(Before I go on, there are also some creative entries that could sort of be considered in the fighting-game genre and do things differently. One of my favorite examples would be a PSX game called Poy-Poy, a game that I’m always hoping I’ll have a reason to mention).
Super Smash Brothers
Super Smash Brothers for Nintendo 64 is probably the most sophisticated and advanced game design approach to “a fighting game” that has ever happened. Before I explain why this is, know that this is not a shining endorsement of this game on the whole. I’m fully aware of some major higher-level problems with the game such as infinite combos (combos that, once you get the other player in them, you can hit them repeatedly and they have no way of getting out), some character balance imperfections, and Z-cancelling (the cooldown on a few big moves can be cancelled by tapping Z at the right time; most probably a bug). Also “little hops” are bad in that they’re very hard to execute and extremely important to use.
But those are higher-level issues, most of which could (and really, should) be fixed in a patch of some kind (perhaps a 2nd Edition could be released on the Wii store or whatever). Even if you hate Super Smash Brothers though, that’s fine. What’s important to recognize, though, is it is a game that had a design philosophy behind it.
Super Smash Brothers is a game all about positioning. Everything you do either makes you, or your opponent change position (the one exception being the “block” move). If you attack, it knocks your opponent back. If you dodge, it moves you. Obviously, if you move, you’re changing position. Those are basically all you can do in the game. The objective is to knock the opponent out of the level (basically to some lines that are off-screen).
Instead of “hit points” that you have to reduce to zero, there is a resource that is explicitly tied to positioning – “Damage %”. I don’t know why they used a “%” symbol, because nothing in particular happens when you reach 100, except that I guess it gets quite likely that you’ll die around 100%, but it can go way higher than 100, so it’s not really a “percentage” of anything. Regardless, what it is is a number that increases the amount you’ll get knocked back when you take a hit. Further, taking hits increases this number.
What this means is that you have a very dynamic health system which means a dramatically different thing based on where you are on a given level. If you’re already up high, you could be killed with maybe just 60% damage if the other player knocks you upward.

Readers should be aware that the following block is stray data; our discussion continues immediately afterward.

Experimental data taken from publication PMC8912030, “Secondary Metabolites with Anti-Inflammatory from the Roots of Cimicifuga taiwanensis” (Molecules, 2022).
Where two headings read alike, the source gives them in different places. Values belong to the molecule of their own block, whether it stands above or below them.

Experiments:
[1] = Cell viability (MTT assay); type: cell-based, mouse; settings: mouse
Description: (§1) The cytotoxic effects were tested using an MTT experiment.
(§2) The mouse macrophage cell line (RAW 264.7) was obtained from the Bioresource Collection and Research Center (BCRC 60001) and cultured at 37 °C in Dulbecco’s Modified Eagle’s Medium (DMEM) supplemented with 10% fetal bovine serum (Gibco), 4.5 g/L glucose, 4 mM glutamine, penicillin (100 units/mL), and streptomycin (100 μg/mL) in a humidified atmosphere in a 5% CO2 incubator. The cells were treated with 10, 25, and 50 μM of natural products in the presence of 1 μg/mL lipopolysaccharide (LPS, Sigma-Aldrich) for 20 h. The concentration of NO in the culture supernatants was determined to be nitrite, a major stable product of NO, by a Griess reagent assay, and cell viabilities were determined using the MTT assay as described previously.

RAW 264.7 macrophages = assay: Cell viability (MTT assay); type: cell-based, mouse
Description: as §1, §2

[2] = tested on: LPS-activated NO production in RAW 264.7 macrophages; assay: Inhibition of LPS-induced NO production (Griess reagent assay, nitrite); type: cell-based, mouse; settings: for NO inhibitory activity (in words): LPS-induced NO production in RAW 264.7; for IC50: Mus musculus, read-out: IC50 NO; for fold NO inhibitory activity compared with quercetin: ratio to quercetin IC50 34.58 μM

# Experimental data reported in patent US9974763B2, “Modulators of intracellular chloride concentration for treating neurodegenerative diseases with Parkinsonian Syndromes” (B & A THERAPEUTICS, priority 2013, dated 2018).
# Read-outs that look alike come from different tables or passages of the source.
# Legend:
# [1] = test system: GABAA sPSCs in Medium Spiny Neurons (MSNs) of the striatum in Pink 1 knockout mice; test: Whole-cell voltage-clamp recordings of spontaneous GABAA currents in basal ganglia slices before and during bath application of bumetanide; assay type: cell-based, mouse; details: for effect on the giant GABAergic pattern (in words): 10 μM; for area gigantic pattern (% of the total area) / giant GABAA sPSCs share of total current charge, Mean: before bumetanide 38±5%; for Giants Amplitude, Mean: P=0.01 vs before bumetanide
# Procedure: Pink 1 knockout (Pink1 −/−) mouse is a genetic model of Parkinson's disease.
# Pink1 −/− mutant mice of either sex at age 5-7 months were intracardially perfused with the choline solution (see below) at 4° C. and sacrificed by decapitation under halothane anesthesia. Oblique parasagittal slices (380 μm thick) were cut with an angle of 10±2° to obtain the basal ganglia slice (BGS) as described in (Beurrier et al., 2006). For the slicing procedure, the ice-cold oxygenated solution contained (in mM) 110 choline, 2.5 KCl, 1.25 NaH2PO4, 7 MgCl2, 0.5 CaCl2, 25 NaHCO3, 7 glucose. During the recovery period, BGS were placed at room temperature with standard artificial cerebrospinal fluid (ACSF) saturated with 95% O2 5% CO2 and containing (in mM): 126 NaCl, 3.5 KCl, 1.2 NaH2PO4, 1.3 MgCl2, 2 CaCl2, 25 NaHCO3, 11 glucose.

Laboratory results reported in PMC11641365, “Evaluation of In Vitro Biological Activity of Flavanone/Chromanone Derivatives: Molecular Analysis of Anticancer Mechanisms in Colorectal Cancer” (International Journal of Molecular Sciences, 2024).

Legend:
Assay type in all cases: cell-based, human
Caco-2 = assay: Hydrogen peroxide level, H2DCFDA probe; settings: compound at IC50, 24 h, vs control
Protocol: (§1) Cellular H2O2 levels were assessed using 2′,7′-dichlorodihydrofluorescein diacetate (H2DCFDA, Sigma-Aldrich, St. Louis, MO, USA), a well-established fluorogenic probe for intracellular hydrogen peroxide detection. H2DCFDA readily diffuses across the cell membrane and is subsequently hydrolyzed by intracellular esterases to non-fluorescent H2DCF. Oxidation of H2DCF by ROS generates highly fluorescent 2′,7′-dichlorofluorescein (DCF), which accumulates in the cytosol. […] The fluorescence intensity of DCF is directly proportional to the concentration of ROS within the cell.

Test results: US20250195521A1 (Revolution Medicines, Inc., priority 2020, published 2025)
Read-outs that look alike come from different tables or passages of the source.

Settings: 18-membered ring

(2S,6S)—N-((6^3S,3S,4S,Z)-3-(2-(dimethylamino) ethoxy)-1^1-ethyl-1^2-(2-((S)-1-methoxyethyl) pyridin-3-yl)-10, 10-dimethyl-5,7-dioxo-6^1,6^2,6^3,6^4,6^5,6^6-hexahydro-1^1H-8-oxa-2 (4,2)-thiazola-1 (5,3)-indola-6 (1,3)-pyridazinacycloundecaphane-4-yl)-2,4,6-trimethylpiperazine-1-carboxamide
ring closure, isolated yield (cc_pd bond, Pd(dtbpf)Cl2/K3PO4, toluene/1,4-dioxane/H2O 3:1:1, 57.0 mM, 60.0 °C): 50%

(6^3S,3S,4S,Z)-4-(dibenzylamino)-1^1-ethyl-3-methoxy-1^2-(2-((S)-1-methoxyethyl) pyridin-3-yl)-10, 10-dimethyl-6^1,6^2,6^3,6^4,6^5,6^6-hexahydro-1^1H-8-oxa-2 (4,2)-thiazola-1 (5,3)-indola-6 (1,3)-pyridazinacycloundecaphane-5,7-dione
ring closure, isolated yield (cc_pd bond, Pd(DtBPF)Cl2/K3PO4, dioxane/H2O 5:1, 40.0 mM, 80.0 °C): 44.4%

Instead of a rectangle for a stage, stages have some level of variation to them (unfortunately, most of them have random hazard effects, and even more unfortunately, they can’t be turned off, which is something to look at for the 2nd Edition!). Levels have platforms and ramps and other shapes, as well as moving objects that you can stand on or bumpers or other environmental factors.
This chart shows how I think the series progressed after the original game came out. They basically started “backing off” this design and moving towards being a regular fighter. Granted, they’re still more different than most MvCvMvM 2D fighters are from each other, but they’re moving in the direction of sameness.
When they released a sequel to Super Smash Brothers for the Gamecube, all of the moves became a little less about “changing the opponent’s position”, and a little bit more about “just increasing his damage %”. Further, positioning simply matters less because of air-dodging (in place or in a direction of your choice!) and more “directional influence”, where you can tilt the controller in a direction you’d like to move even if your character is technically out of your control. Hitting characters feels less like hitting a baseball with a bat and more like hitting a beach ball with a wiffle bat.
And then the next sequel, Brawl for the Wii, just totally went all-out on ruining that original vision. Now the game is best described as “trying to push a bowling ball towards your opponent by whipping it with a shoelace”. It’s spammy, flailing nonsense, and just to make sure that everyone knows that the developer is only interested in making a great babysitting tool, they included random “tripping”, where your character falls down on their face some small percentage of the time that you try to run. This disables any would-be apologists from being able to defend this game, which is actually pretty nice.
The Potential Fighting Game is a direction that I personally want to explore with a future game. I don’t have a design document or anything, but I do have a way of thinking that will guide me to eventually write one.